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Opinion: Arabs and the Culture of Dialogue - ASHARQ AL-AWSAT English Archive
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Arab countries have been going through a downward spiral on a number of levels over the past few years. In fact, the situation in the Arab world is going from bad to worse. Take the recent UN report on the numbers and conditions of refugees around the world released on June 20, World Refugee Day. According to the report, the number of refugees stands at its highest level since the end of the Second World War. There are a total of 51.2 million registered refugees; the majority of them come from Middle Eastern countries thanks to the raging conflicts and wars there.

At the end of the Second World War, Arabs faced a single major refugee problem: that of the Palestinians who either fled from the brutality of Israeli gangs or were displaced from their villages and cities by the Israel Defense Forces. Today we can see how the refugee problem in the Arab world has worsened as a result of the actions of the Arabs themselves. “It’s a conspiracy!” some shout. “What conspiracy? These are delusions,” others could answer.

And so the argument that has been dragging on for decades continues to provoke emotions and tensions among the public whenever and wherever it is raised, even on Facebook, Twitter and other social networking websites. The worst part of this lies in the accusations being exchanged between die-hard believers in conspiracy theories and those who staunchly criticize it. Rarely is the etiquette of dialogue being observed in Arab forums. Nor do those claiming to be intellectuals tolerate the fact that possessing different opinions is both healthy and objective, and that this does not mean that the other side is necessarily a “foreign collaborator.”

For example, last week Lebanese–American academic professor Fouad Ajami passed away. Despite the fact that I disagree with many of his opinions, especially his vision of the reasons behind the “Arab ordeal,” so to speak, and the setbacks we have suffered, I was dumbfounded at the amount of animosity expressed towards him during his lifetime by those who disagreed with him solely on an intellectual and political basis. Some of these figures, including academics, had no scruples about criticizing the professor utilizing language they should be ashamed of.

A similar hate campaign was launched against Edward Said when he fell out with the then-president of the Palestinian Authority, Yasser Arafat. The dispute between Said and Arafat was political, not personal. Said’s opposition to the Oslo Accords was intellectual, but some sought to personalize the issue, with some so-called thinkers or media figures making a big story out of Said’s position. Their personal bias went beyond that; even Said’s friendship and collaboration with a Jewish composer was used against him by some of his opponents.

Ajami and Said are worlds apart in terms of their political and intellectual stances. But the two late intellectuals serve as a prime example of how an intellectual position based on an academic and political approach can often be dealt with from a personal point of view.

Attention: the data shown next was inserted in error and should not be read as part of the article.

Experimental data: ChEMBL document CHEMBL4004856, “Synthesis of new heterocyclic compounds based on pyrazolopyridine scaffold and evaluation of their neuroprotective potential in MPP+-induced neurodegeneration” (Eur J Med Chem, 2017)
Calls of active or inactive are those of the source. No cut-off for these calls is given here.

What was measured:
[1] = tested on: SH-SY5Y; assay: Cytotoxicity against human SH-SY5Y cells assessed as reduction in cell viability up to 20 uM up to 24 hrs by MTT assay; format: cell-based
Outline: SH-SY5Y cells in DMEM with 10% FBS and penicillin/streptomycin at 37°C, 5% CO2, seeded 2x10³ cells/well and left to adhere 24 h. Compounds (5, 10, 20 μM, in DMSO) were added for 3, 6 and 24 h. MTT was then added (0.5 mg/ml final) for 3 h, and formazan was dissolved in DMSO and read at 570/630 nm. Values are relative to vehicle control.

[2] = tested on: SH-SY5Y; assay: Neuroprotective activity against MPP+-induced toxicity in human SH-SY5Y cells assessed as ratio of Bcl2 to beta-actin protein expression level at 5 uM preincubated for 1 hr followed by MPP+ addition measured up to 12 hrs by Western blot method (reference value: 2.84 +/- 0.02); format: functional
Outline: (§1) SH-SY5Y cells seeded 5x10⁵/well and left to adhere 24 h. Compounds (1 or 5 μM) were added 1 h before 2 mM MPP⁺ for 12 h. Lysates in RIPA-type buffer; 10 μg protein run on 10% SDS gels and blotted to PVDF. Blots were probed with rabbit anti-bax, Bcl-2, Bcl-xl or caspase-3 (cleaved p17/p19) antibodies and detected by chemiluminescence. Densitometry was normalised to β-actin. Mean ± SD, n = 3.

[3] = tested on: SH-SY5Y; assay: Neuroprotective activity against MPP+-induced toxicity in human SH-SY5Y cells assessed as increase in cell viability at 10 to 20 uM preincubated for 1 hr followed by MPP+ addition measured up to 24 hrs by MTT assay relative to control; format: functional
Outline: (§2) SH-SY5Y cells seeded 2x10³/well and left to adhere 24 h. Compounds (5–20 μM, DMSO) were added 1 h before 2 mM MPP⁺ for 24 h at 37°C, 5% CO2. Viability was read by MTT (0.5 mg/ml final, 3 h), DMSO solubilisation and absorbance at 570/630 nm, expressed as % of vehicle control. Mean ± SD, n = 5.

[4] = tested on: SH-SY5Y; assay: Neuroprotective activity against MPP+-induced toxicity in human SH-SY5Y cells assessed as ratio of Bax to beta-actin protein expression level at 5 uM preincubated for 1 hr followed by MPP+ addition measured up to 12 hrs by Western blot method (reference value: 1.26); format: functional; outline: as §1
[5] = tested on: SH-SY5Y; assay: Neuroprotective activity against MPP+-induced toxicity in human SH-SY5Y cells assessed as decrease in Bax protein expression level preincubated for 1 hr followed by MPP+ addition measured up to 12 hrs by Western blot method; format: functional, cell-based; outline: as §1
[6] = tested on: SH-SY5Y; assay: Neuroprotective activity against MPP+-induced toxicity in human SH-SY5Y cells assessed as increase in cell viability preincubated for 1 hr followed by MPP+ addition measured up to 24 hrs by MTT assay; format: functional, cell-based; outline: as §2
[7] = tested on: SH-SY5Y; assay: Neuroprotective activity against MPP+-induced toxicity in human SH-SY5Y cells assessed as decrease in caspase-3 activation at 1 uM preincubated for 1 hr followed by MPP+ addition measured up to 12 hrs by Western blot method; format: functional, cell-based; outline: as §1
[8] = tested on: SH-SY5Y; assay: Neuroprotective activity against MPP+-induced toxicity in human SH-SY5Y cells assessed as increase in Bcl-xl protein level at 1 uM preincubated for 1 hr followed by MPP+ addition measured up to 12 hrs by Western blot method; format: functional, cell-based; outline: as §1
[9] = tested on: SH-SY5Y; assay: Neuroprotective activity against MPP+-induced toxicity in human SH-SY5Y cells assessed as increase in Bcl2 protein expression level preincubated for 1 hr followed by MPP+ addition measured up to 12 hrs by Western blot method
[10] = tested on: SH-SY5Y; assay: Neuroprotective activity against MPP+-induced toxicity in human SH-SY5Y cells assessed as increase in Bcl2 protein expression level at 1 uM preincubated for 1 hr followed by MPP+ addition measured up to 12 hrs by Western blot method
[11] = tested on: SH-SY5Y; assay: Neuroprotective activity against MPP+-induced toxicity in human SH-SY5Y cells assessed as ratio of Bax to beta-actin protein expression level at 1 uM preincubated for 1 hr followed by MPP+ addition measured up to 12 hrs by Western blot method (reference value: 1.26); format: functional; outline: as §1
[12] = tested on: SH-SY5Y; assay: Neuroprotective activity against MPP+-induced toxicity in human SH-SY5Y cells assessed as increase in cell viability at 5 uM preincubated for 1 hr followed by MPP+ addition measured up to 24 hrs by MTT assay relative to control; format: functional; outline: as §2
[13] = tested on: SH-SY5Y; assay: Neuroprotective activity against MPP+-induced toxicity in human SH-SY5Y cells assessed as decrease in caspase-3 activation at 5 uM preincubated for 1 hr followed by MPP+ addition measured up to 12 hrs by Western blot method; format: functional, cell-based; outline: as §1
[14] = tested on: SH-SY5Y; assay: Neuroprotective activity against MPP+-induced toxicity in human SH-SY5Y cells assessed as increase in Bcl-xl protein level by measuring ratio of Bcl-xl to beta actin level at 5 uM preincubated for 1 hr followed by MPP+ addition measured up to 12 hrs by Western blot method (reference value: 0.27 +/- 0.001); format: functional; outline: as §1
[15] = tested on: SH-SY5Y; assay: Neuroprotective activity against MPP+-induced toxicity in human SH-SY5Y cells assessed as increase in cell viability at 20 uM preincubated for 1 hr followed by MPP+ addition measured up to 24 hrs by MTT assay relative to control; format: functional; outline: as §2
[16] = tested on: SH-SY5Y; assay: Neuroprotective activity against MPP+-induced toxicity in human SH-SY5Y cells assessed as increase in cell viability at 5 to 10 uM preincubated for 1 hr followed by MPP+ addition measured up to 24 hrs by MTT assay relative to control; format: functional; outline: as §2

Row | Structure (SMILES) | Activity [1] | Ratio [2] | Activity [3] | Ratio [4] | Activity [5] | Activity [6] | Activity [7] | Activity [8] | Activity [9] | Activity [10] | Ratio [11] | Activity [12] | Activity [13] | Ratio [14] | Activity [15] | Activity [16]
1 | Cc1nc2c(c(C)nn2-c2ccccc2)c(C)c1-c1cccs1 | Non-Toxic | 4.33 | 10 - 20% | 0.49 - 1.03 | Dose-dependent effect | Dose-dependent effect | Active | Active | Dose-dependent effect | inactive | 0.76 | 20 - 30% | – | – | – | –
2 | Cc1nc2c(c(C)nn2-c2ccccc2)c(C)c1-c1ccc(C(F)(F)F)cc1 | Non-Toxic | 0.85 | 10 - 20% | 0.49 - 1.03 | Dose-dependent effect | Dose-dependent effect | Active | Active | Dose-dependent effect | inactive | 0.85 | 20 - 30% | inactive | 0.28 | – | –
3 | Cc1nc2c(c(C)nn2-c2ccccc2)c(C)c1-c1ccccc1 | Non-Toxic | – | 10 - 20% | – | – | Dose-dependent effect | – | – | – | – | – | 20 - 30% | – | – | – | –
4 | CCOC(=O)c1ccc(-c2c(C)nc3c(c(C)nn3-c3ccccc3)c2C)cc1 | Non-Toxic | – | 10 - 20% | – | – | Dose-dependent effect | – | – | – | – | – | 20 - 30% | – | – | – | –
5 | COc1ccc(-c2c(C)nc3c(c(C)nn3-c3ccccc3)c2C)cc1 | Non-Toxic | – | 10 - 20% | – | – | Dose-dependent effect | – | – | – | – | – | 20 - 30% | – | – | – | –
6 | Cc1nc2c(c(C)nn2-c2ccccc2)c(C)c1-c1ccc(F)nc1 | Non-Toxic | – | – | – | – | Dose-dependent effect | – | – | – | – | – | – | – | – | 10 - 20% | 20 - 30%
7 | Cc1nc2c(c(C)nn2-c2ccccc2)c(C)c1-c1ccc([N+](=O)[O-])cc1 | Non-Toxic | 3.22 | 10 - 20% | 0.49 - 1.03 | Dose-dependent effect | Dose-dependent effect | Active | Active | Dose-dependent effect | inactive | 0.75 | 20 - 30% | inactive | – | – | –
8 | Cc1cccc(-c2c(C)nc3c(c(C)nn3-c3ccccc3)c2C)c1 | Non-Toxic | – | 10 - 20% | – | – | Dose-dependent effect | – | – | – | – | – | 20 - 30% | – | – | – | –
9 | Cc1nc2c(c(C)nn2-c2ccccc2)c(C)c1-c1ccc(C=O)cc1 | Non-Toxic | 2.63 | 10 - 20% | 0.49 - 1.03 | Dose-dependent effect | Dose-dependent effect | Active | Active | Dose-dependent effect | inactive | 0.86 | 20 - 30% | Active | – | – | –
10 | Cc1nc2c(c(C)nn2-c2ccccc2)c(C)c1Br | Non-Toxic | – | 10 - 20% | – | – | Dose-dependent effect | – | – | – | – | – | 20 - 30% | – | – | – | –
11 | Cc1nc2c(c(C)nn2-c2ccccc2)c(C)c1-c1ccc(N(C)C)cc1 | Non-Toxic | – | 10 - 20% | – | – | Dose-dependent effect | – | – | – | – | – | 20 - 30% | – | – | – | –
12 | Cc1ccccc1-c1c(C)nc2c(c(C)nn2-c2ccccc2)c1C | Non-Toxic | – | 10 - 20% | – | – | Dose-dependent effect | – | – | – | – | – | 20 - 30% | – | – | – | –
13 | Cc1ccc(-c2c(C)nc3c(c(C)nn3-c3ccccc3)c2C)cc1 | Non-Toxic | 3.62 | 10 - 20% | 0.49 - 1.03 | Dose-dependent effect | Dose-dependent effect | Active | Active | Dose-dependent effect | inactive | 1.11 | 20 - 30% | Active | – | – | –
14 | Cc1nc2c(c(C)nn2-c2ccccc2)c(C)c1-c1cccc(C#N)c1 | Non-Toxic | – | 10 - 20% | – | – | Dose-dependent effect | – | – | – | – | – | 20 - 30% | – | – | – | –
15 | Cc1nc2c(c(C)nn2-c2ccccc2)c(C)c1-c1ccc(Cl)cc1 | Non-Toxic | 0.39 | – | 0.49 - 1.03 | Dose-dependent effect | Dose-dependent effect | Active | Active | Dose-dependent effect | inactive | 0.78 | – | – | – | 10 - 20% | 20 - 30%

I can imagine some of the so-called intellectuals and journalists shrieking in opposition to my daring to mention these two figures in the same article. It should be noted that the majority of those who use their media contributions as platforms to level accusations and personalize intellectual differences also have their own affiliations with political regimes and parties. In my opinion, they are free to do so simply because no one has the right to hold anyone to account for their allegiances or personal sympathies.

One question remains unanswered: Isn’t it high time Arab thinkers, intellectuals and journalists go about their theoretical business and professionals and academics tackle the reality from a purely realistic perspective, calling a spade a spade without emotions or personal rancor?

Can we actually start recognizing the necessity and benefits of disagreements, rather than merely paying lip service to this? Only then will actions be in line with words. Or will we see proponents and opponents of conspiracy theories continue their tirades?

The ongoing argument about conspiracy theories will not yield a different result, particularly since more Arabs are being displaced, whether internally or externally, from South Sudan to Lebanon to the banks of the Tigris and Euphrates. Meanwhile, those who call themselves jihadists continue their march under Al-Qaeda’s black flag, on the pretext of establishing an Islamic caliphate even if the cost is to legitimize bloodshed and displacement.

Under what logic can one accept such crimes or justify such a tragedy? How long will the majority of Arab intellectuals and journalists move between self-glorification and seizing opportunities to personalize differences with others, regardless of who is right or who is wrong?

Unfortunately, this will likely remain to be the case for a long time to come, and there is no end in sight.